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550 jobs moved from Glasgow

Postby Dexter St. Clair » Mon Oct 01, 2007 7:14 am

"I before E, except after C" works in most cases but there are exceptions.
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Re: The Real Glasgow Conspiracy

Postby escotregen » Wed Oct 03, 2007 9:01 pm

I think that we need to be careful of falling backwards into the trap of the tendency for some Glaswegians to play the victimhood card. The reason that the ‘conspiracy’ story petered out is because there is no evidence to support it. Earlier in the thread it was suggested there was evidence because:

“Prof Levitt...has uncovered a continuous effort to discourage economic development in the city. He believes these policies paved the way for the problems of unemployment, bad health and poverty which blight areas of the city today and place several constituencies among the poorest in Europe."

If the good prof Levitt ‘believes these policies paved the way for the problems… etc…’ then he was well over half a century out. Glasgow’s problems of bad health and poverty were already infamous by the time of the 1880s. (Unemployment was little recorded or analyzed until well into the 20th century).

In fact the so-called post WW2 conspiracy was part of a continued endeavor by many parts of society to deal with the internationally infamous problems of Glasgow. The immense geographical concentrations of population in appalling tenements were seen by politicians, planners and residents alike as the major cause of ill health and poverty to be eradicated. Slum clearance, depopulation and rebuilding were believed to be one part of the ‘solution’.

But of equal importance was seen to be the need to relocate the jobs and therefore entice the population away from the city. I well remember growing up in Glasgow at the time when for many working folk their dream was to move to the ‘new towns and a new job’.

Another well-intentioned aspect of this social engineering was to try to stem the loss of emigration from Scotland by providing would-be emigrants with an equally attractive ‘new start’ in Scotland. At the other end of the spectrum, economic planners concluded (still rightly in my view) that throughout the developed world old industrial centres like Glasgow would fare badly in the emerging competition for large scale inward investment for the new technological and service industries – the early experiments with Industrial Estates such as Hillington and Queenslie had met with very limited, and expensive, success.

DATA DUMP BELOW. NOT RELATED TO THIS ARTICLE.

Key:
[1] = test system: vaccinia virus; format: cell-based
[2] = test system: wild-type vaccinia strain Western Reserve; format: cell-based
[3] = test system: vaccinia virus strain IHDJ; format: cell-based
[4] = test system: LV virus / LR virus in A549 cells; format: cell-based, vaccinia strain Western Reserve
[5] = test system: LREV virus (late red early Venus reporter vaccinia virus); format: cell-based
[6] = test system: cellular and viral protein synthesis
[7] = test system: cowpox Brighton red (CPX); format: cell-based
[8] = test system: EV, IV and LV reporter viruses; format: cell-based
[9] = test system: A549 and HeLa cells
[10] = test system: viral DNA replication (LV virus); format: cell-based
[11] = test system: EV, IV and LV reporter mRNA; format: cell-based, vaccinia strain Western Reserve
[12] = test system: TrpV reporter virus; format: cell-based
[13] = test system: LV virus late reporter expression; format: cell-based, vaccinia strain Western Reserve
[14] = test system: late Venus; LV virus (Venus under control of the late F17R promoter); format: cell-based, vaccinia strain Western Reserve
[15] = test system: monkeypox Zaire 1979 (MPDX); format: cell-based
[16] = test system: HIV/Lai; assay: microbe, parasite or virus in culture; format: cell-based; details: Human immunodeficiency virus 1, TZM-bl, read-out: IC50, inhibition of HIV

I would agree that there was one period of outright blatant attack on Glasgow’s political base. That was the damnable gerrymandering by the 1980s Tories led by Michael Forsyth – a particularly repugnant Tory Secretary of State with the attitude of “abolish everything, the market will solve everything… err, except when we need to stitch things up for our own ends…”

As for the earlier stuff it could be easy in hindsight to cry ‘conspiracy’ and ‘they had it in for Glasgow’. But in fact the politicians. Planners, social engineers at the time with their ultimately futile grand plans and ideas, were in tune with the population; including the population in Glasgow. Unsurprisingly, there were no Prof Levitts around at the time campaigning to stop what was seen as enlightenment and progress by just about everyone at the time.

Today’s Glasgow and Glaswegians can do without the conspiracy stuff – they have done hugely well in reinventing the city to meet what the real world is like (and please, no crap about ‘aye but its no real jobs’). The acute and seemingly worsening problems of health and wealth inequalities are the immediate problems for Glasgow to tackle, not some conspiracy to do the city down; but even these inequalities are, to an extent, part of the costs of overall growing wealth. Another feature about these inequalities we could argue about is the extent to which they are self-generated by parts of the city community that long ago lost it cultural and social way in the period of de-industrialization.

Anyway, I’ll stop there as I think I better be brief :D
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Re: The Real Glasgow Conspiracy

Postby HollowHorn » Thu Oct 04, 2007 12:42 am

Excellent & rather courageous post there, Scotty. :wink: